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Quillen’s Corner

by Martha Quillen Americans Are Still Strong, Courageous and Bold, But Courage May Be Overrated Are Americans driven by unfounded fear and anxiety? According to an article in the March issue of The Atlantic, our fears regarding crime and terrorism are way out of touch with reality. With backup from numerous experts and studies, Jonathan […]

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On the Ground – Down on the Ground with Prosperity

by George Sibley “Economic development” is again in the air in the Upper Gunnison Valley. For the past three decades, the Upper Gunnison River basin has periodically engaged in the quest for economic development. The first effort, in the 1980s, was mostly the conventional smokestack-chasing gambit typical of mid-20th-century local economic development. That effort ended […]

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Places: Aspen Ridge

by Ericka Kastner Aspen Ridge is highly regarded by Colorado leaf-peepers touring on four wheels in the fall, but fewer people consider the area’s beauty and recreational merits for two-wheeled outdoor enthusiasts in the spring and summer. The nearly 40 miles of double track spanning from Salida to just east of Johnson Village on Trout […]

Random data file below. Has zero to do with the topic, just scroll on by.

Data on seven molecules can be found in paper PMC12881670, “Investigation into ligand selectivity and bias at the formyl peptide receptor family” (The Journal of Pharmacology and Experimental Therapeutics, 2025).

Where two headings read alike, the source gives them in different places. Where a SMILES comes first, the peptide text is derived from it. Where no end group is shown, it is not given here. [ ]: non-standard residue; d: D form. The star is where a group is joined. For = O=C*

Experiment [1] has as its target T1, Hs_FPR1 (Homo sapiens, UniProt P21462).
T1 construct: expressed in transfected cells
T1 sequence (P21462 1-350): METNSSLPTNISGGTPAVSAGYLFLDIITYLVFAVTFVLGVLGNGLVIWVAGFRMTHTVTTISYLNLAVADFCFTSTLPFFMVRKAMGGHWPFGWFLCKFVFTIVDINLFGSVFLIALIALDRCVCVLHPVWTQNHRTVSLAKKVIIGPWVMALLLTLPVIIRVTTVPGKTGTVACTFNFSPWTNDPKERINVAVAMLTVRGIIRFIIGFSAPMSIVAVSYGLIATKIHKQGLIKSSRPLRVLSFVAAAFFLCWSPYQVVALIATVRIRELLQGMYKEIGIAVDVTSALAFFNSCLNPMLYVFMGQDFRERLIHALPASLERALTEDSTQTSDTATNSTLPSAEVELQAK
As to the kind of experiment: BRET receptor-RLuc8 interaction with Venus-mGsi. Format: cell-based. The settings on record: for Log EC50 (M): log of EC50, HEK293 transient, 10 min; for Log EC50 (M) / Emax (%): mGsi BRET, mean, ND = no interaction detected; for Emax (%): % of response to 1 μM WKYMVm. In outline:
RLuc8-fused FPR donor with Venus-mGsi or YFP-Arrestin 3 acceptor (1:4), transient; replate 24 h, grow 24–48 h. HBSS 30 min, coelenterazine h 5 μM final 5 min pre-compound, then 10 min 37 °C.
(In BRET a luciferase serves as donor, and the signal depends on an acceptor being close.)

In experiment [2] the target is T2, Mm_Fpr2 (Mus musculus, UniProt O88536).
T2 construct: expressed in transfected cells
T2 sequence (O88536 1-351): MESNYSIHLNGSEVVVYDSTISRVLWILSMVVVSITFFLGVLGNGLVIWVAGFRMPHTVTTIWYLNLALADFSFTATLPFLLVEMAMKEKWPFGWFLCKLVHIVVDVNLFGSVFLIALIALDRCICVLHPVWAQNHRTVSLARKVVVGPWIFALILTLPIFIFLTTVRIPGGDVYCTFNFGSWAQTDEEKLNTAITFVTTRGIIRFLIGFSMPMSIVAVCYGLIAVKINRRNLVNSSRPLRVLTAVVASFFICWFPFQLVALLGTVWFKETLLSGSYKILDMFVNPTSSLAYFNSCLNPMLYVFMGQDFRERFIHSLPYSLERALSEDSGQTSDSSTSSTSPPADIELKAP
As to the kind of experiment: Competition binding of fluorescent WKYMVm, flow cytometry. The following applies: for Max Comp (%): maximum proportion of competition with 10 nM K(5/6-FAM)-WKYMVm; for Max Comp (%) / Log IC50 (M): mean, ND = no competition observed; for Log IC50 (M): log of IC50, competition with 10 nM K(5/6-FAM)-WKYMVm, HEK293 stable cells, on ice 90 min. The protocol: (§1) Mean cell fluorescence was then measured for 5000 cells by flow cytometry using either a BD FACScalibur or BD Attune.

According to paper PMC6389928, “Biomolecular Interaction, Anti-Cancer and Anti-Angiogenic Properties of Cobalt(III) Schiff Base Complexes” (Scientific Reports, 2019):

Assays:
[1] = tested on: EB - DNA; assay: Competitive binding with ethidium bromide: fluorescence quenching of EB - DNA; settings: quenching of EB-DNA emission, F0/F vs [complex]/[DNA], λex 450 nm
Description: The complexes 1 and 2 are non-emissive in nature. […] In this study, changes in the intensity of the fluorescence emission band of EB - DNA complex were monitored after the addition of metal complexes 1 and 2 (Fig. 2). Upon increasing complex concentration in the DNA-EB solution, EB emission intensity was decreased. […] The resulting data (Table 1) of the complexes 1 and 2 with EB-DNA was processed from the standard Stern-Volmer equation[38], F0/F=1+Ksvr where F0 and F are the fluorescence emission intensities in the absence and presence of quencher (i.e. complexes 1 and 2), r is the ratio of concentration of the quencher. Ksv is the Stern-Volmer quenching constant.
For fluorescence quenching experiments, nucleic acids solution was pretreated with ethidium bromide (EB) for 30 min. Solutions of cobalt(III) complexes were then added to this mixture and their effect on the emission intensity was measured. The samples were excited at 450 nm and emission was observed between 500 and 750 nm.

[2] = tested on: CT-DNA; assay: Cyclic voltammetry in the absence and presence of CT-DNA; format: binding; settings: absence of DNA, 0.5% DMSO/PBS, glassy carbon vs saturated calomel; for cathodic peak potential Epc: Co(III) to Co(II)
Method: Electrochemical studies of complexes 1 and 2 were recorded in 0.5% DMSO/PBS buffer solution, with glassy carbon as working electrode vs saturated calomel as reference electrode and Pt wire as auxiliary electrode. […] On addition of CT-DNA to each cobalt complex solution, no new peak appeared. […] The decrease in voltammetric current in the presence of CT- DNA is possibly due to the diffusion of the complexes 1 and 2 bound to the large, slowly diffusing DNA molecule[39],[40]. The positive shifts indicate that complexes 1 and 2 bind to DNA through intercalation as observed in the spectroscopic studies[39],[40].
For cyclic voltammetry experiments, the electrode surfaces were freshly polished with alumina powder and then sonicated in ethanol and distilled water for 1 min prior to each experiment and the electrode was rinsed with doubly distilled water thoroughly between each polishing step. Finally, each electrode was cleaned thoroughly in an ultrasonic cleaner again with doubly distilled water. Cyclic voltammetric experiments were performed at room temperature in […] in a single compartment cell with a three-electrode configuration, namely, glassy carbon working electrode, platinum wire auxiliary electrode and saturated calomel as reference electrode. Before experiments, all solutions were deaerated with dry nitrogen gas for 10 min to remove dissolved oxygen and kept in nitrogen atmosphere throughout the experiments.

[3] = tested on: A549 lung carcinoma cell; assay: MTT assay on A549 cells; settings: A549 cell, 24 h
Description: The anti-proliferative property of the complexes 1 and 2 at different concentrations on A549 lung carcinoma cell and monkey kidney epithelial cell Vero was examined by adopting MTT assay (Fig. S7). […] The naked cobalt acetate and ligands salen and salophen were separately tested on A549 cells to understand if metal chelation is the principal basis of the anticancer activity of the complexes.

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Wild Connections: Mapping Potential Wilderness Areas

By Tyler Grimes Up the East Gulch from its confluence with the Arkansas River, a few miles east of Texas Creek in Fremont County, is Echo Canyon. Further up the gulch, Table Mountain looms to the southwest, past Bull Ridge. Surrounding this mountain, gulch and canyon are 32,000 acres of roadless Bureau of Land Management […]

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Book Reviews – Phantom Canyon: Essays of Reclamation

Phantom Canyon: Essays of Reclamation By Kathryn Winograd Conundrum Press, 2014, paper, 148 pp, $12.99 Reviewed by Annie Dawid Phantom Canyon, a rough and rustic valley in the Front Range, inspires Colorado essayist and poet Kathryn Winograd to write visceral essays that both wound and heal. Rich with mining history and the detritus of a […]

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Hollywood’s Railroads, Volume Three–Narrow Gauge Country

by Larry Jenson Motion picture directors, producers and writers have long recognized the multitude of possibilities for comedy, drama and suspense that railroads offer. Chases, races, robberies, wrecks, derring-do and intrigue on and around trains provided the kind of excitement that kept audiences coming back for more. In a quest to find interesting locations, Hollywood […]

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The Natural World

by Tina Mitchell Bugs Bunny is an imposter. Those extraordinarily long ears and gangly limbs expose him as a hare, not a rabbit. Bugs is not the only victim of rabbit confusion. The early settlers on the plains named the first bunny-like beings they encountered “jackrabbits” – but those critters also were hares, not rabbits. […]